Bats have some unique mating behaviors not seen in other animals. Male and female bats meet in hibernation sites, called hibernacula, where they breed. "Bats 'swarm' around in huge numbers, chasing each other and performing spectacular aerobatics," biologist John Altringham told Live Science in a 2013 article. [Related: Animal Sex: How Bats Do It]
It's not clear how the bats choose their mates, Altringham said, but it may be that females seek out the most agile males. During the swarming event, breeding pairs will go off to secluded spots in the cave to mate in private.
Researchers have found that female short-nosed fruit bats perform oral sex on their mates to prolong the act; male Indian flying foxes do the same thing to females.
Mating occurs in the late summer and early autumn, and the females store the males' sperm until the next spring. A pregnant female will carry her young for a gestation period of 40 days to six months. Then, she will give birth to one baby, called a pup. The pup will weigh about one-fourth as much as its mother at birth. Young bats drink milk from their mothers to survive, much like other mammals.
The mothers and pups stay in groups, separate from the males. The other mothers help take care of the pup until it is old enough to care for itself.
The taxonomy of bats, according to the Integrated Taxonomic Information System (ITIS), is:
- Kingdom: Animalia
- Phylum: Chordata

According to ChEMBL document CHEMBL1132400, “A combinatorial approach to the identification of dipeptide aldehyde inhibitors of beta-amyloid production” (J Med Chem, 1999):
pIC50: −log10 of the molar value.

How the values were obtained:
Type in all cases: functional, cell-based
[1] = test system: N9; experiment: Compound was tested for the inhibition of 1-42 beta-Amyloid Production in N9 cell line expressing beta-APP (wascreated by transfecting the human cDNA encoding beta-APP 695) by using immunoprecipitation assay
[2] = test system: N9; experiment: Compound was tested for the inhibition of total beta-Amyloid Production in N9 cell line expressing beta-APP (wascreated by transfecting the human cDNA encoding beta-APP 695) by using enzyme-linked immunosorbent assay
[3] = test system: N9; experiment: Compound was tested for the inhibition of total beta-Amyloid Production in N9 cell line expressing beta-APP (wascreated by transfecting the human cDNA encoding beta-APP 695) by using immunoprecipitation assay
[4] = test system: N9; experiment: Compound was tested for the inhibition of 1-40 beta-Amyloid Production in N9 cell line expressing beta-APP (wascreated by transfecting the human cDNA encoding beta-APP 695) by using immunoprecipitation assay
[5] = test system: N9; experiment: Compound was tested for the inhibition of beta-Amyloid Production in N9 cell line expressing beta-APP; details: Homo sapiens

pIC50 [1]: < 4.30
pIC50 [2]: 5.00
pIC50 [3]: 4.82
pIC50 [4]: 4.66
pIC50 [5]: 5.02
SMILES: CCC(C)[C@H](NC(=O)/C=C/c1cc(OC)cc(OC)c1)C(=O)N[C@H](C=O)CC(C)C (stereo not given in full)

- Subphylum: Vertebrata
- Class: Mammalia
- Order: Chiroptera
- Suborder: Megachiroptera, Microchiroptera
- Family: There are 16 families in the suborder Microchiroptera, and only one in Macrochiroptera: Pteropodidae, which includes flying foxes and Old World fruit bats.
- Genera: There are 187 genera of bats.
- Species: There are more than 950, and perhaps as many as 1,200 species of bats.
Many bat species around the world are threatened with extinction. The Red List from the International Union for Conservation of Nature identifies more than 250 species as endangered, vulnerable or "near threatened."
Bulmer's fruit bat is the world's most endangered bat. It is only found in one cave in Papua New Guinea. According to the Red List, there are only around 160 individuals left in this colony.
A fungus that causes a disease called white-nose syndrome has devastated bats in North America. This white, powdery-looking fungus, a member of a group of cold-loving fungi calledGeomyces, coats the muzzles, ears and wings of bats and has meant death for hundreds of thousands of the animals in the northeastern United States. [Related: Devastating Disease Found in Endangered Gray Bats]
Bats "see" using echolocation. The animals make high-frequency yells and analyze the location of objects around them by perceiving how the sound bounces back off the object. Research at the University of Bristol in the United Kingdom, published in 2011 in the journal Behavioral Processes, shows that the angle at which sound bounces back can tell the bat the object's size. To discover this, the researchers studied flight patterns of the bats after objects were placed in the animals' paths.
Some horseshoe bats can hover and pluck insects from spider webs, according to the BBC.
An anticoagulant in vampire bat saliva has been adapted for use in increasing blood flow in patients with stroke or heart disease.
- San Diego Zoo: Bat
- Smithsonian Encyclopedia: Bats
- National Geographic: Vampire Bats
- BBC Nature: Bats
- Bat Conservation International